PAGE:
Talha Köse

Coordinator, Brussels
Talha Köse is the chair and an Associate Professor of the Political Science Department at Ibn Haldun University. Köse has a BA from Boğaziçi University; an MA from Sabancı University and a Ph.D. from School of Conflict Analysis and Resolution George Mason University. Köse’s research focuses on ethnic and religious conflicts and political violence in the Middle East; Conflict Resolution, and non-coercive approaches in Turkish Foreign Policy. Köse is a senior researcher at the SETA Foundation. Köse’s comments and op-eds appear frequently in Turkish and international media and he has a column at Daily Sabah. Dr. Köse’s academic publications appeared in notable Turkish and international academic outlets such as Foreign Policy Analysis, Party Politics, Negotiation and Conflict Management Research, International Journal of Intercultural Relations, Identities: Global Studies in Culture and Power, Middle Eastern Studies, Turkish Studies, Insight Turkey, Perceptions, Uluslararası İlişkiler and Ru’ye Türkiyye.

  • The ruling Justice and Development Party (AK Party) and its chairperson, President Recep Tayyip Erdoğan, have completed their 18th year in government. It is an exceptionally long period for continuous rule by a single-party government in electoral political systems.
  • President-elect Biden's repetition of Obama's wrongdoings in foreign policy in the Middle East could further tarnish the U.S.' international image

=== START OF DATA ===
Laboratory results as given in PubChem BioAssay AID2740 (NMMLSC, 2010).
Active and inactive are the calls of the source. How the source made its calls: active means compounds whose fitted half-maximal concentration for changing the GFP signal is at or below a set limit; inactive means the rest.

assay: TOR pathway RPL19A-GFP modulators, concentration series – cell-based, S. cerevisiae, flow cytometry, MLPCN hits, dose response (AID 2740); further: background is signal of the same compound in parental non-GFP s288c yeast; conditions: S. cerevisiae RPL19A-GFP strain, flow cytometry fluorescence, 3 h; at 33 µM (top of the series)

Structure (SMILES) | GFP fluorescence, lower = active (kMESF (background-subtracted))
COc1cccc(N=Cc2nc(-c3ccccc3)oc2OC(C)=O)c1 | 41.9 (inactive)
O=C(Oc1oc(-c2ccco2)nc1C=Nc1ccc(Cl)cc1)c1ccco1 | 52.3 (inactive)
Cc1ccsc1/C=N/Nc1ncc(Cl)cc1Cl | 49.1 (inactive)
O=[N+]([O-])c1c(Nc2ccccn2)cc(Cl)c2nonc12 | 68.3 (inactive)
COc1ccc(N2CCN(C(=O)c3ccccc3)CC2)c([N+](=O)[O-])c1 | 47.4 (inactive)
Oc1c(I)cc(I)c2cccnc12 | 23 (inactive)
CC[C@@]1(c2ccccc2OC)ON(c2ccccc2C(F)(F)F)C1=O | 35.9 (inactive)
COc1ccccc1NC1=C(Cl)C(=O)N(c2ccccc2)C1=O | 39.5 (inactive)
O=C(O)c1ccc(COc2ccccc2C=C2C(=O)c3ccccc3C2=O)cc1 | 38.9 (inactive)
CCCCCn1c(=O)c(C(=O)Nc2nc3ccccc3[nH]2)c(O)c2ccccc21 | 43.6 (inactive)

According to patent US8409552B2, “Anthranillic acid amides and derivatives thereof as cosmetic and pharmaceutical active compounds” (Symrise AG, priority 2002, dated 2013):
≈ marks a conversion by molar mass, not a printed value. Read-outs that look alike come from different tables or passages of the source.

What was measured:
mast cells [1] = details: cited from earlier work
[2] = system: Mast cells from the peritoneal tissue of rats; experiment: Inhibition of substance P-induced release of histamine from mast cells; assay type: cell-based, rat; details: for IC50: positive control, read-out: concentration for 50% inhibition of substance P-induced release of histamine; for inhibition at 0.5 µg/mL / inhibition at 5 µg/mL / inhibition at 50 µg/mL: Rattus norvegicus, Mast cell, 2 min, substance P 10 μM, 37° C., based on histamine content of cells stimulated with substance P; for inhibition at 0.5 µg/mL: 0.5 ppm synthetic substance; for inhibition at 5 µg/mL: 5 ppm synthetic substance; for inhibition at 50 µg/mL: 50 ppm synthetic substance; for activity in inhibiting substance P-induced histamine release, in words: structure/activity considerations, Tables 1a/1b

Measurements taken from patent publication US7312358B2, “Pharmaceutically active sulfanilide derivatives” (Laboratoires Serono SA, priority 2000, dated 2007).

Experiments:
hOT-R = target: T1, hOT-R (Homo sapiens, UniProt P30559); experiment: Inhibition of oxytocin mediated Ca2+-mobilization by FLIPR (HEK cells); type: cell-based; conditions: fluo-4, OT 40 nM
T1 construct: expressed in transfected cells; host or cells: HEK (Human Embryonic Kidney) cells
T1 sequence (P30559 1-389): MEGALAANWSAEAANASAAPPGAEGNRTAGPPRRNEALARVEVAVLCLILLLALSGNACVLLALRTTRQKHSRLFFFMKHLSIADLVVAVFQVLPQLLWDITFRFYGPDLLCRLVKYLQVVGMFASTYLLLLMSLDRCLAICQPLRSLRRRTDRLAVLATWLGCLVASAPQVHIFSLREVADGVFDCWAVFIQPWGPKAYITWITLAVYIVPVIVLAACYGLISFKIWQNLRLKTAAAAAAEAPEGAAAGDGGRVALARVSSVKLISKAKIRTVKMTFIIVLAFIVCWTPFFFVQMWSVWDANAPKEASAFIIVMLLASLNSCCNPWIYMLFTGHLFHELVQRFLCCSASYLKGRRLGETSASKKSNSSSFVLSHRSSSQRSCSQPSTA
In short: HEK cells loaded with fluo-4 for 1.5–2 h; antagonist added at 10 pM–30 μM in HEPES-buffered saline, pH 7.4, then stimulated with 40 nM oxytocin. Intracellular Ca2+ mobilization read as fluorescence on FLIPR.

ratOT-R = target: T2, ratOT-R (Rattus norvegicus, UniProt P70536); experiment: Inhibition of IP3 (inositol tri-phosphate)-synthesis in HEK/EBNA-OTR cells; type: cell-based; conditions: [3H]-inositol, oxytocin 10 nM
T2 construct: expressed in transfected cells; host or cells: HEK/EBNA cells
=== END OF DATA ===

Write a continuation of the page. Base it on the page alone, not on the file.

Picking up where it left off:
• A French high school teacher, Samuel Paty, was brutally murdered by a young, Russian-born Muslim of Chechen descent, Abdoullakh Abouyedovich Anzorov. This heinous terrorist attack caused outrage in French society. The murder of Paty was not the country's first such incident. France had also previously suffered Daesh violence and the 2015 Charlie Hebdo attack. Many leaders, including those from Muslim countries, demonstrated solidarity with France in the aftermath of those acts but Muslim communities and institutions were still put under surveillance and heavy pressure.
  • The presidential elections in the United States are a significant concern for almost all international actors, including Turkey. What is happening in the globe's superpower and biggest economy affects practically every country in the world.
  • The ongoing military confrontation between Armenia and Azerbaijan continues to escalate despite the recent calls for a cease-fire.